The Theory Of Economic Change

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Introduction Change is often seen as a destabilizing element, but it is necessary for a company to change since it enables to adapt to the environment and its evolutions. But before applying any change, the company needs to strategically reflect on the change management and implement a management team that will be able to support the contributors in order to anticipate and then fight the resistance to change. The theory of economic change (R. Nelson and S. Winter, 1982) highlights the ability for a company to adapt to environmental evolutions thanks to its learning capacity. A great competitive environment, networks and thoughts globalization, ubiquitous communication or even size strategies make companies take more into account…show more content…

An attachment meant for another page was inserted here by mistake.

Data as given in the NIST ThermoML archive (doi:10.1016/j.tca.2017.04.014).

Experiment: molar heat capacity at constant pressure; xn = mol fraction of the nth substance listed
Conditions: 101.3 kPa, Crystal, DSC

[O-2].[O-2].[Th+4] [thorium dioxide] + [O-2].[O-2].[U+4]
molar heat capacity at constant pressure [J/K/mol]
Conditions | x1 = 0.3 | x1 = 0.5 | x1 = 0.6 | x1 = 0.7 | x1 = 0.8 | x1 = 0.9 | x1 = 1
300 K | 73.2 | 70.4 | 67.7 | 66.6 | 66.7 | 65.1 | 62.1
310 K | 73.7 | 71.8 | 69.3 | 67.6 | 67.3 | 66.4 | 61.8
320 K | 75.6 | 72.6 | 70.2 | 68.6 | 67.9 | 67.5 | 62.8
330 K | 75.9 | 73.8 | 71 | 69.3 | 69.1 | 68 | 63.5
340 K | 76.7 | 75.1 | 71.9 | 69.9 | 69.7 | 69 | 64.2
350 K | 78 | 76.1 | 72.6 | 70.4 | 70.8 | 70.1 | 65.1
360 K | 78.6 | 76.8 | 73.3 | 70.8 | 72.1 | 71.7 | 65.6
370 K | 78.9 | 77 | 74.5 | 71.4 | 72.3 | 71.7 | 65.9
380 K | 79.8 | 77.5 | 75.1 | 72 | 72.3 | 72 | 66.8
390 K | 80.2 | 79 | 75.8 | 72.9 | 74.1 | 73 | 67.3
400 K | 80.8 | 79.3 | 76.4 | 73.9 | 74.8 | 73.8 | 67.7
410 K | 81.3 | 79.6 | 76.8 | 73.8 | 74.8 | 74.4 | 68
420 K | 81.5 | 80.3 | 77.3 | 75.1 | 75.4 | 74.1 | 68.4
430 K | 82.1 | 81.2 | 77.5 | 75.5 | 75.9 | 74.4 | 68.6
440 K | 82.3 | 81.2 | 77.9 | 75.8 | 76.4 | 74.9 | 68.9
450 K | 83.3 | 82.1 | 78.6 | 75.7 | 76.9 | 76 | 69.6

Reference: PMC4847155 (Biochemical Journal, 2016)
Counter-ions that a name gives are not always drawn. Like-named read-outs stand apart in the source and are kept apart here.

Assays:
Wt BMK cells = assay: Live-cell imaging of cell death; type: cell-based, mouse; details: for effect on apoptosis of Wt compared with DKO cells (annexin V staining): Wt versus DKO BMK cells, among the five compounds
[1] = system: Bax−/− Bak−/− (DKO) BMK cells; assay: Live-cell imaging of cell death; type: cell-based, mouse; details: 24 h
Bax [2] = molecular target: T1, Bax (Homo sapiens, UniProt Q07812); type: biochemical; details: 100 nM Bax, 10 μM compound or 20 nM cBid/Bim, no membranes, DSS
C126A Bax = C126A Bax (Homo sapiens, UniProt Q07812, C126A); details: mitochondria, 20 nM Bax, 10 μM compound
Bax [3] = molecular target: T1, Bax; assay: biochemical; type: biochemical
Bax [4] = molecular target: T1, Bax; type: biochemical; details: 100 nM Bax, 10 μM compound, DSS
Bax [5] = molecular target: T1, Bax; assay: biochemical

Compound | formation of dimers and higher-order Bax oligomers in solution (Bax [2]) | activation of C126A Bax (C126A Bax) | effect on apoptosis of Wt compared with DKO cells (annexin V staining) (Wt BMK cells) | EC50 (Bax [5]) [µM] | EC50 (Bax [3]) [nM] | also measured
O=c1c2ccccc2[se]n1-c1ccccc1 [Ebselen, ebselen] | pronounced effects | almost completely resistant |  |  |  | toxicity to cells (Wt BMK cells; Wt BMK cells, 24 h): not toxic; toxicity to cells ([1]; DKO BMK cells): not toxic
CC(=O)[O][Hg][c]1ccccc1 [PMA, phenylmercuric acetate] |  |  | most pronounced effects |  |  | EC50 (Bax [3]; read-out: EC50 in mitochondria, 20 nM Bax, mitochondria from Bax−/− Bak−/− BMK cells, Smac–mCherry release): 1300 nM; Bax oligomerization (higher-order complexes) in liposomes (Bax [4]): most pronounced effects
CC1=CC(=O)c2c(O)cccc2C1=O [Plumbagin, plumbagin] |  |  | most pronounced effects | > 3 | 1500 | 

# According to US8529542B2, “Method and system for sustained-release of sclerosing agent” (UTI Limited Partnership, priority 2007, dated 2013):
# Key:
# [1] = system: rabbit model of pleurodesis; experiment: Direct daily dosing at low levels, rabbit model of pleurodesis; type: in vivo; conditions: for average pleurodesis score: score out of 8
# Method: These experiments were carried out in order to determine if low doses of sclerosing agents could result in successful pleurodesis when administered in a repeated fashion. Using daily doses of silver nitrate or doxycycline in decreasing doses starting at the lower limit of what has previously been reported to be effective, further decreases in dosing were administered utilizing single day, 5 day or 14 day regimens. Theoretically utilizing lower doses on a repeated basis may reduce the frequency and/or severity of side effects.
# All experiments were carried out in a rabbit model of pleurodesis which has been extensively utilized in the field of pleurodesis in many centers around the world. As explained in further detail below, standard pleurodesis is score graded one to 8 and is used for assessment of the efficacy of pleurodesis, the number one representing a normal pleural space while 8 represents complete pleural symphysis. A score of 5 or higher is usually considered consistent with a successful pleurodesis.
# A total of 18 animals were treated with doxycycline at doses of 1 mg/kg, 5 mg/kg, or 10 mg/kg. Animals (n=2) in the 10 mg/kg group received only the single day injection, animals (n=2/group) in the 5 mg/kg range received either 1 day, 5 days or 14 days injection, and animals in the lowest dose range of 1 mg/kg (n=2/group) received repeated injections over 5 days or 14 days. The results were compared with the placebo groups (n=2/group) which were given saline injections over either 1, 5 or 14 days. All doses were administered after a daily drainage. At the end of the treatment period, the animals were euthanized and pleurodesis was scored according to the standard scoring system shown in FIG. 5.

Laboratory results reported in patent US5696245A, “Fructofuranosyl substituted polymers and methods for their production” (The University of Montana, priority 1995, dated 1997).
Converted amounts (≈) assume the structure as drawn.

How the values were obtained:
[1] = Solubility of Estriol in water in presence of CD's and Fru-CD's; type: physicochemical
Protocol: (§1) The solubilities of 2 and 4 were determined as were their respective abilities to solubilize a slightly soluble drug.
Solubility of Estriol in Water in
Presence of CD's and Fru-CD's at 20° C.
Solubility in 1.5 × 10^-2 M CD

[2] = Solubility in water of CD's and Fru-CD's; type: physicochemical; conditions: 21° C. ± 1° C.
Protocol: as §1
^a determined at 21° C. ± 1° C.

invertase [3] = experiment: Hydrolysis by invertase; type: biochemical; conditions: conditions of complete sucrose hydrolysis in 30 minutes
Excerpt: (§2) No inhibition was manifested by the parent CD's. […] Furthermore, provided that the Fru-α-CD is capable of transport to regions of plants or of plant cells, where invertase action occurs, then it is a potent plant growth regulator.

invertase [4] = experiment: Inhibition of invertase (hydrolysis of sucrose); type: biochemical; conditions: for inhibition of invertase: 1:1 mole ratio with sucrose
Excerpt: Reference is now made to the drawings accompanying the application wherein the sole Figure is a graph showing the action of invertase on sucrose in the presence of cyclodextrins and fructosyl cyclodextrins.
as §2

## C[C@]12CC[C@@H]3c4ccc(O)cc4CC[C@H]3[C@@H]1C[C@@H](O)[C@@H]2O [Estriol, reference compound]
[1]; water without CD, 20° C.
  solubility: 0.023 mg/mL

It refers to the process that accompanies the life of any business dealing with instability and development of its environment. The ‘change management’ means the entire process that goes from the perception of an organizational problem in defining a framework of actions that enables the development, selection and implementation of a solution under optimal conditions for success. Different types propose a classification of the different changes that can take place within a company. Among these include a classification that examines the areas of change: economic, legal, social, technological, ecological, cultural, political, organizational, and strategic while another studied the change according to its characteristics: global or partial, slow or fast, marginal or major. Similarly, according to that change is marginal or major; it is possible to distinguish different degrees of changes: the setting, the reform, restructuring or even the rebuilding. While the adjustment and reform are conventionally managed by the company in its daily operations, restructuring and rebuilding, for their part, are true organizational change.
Both types of change lead to a real transformation of the processes at work in the company and a real "cultural revolution." These changes, by their propensity to generate resistance, must be subject to special management. Change can also be studied, according to the behaviour adopted: led-directed, spontaneous or planned (typology of H. Mintzberg).
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